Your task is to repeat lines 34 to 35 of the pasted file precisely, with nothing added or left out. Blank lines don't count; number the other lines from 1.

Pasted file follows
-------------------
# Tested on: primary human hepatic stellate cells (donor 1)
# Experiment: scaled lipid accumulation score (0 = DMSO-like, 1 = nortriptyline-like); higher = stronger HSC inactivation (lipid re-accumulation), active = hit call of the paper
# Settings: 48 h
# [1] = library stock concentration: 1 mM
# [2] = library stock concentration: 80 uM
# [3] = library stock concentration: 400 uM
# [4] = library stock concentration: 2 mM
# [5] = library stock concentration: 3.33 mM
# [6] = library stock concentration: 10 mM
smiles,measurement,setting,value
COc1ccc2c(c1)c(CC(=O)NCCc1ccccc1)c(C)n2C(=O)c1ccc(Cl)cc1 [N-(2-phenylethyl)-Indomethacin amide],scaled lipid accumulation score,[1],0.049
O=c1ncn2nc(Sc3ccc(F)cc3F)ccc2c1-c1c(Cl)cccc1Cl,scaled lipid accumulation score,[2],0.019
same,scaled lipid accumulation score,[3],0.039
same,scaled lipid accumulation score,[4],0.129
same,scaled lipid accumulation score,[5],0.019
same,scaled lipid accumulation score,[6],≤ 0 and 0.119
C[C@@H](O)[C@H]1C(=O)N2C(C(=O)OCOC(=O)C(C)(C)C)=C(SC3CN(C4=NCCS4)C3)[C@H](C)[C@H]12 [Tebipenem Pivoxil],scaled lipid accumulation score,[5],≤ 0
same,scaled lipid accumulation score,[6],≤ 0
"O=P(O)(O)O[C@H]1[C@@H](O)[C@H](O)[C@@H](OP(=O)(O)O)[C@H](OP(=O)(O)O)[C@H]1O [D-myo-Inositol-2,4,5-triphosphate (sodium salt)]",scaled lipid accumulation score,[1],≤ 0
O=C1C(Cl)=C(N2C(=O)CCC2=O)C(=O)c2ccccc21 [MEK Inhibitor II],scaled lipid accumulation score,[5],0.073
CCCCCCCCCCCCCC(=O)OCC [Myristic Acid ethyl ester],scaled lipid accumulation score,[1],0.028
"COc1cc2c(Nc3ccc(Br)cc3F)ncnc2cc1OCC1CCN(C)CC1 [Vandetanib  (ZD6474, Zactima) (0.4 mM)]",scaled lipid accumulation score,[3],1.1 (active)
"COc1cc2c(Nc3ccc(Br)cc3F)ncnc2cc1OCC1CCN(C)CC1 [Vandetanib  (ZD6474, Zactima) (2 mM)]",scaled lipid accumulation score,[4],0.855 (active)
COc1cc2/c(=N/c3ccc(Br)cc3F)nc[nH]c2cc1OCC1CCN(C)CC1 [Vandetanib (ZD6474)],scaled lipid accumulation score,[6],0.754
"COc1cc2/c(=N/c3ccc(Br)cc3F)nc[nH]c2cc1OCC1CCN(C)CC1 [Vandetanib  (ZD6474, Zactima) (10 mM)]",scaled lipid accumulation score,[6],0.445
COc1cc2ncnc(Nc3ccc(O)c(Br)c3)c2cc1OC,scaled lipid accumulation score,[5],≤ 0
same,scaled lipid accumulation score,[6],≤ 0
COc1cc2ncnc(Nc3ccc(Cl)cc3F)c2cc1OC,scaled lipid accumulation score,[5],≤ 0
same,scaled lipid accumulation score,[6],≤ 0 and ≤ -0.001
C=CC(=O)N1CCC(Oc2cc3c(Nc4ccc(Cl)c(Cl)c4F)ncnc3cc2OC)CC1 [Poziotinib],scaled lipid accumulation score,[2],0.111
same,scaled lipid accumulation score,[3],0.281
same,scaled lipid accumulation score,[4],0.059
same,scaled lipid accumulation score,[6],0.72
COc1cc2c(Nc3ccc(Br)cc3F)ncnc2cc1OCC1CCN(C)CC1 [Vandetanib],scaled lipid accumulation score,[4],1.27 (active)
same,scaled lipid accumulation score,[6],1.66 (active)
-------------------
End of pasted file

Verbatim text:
COc1cc2c(Nc3ccc(Br)cc3F)ncnc2cc1OCC1CCN(C)CC1 [Vandetanib],scaled lipid accumulation score,[4],1.27 (active)
same,scaled lipid accumulation score,[6],1.66 (active)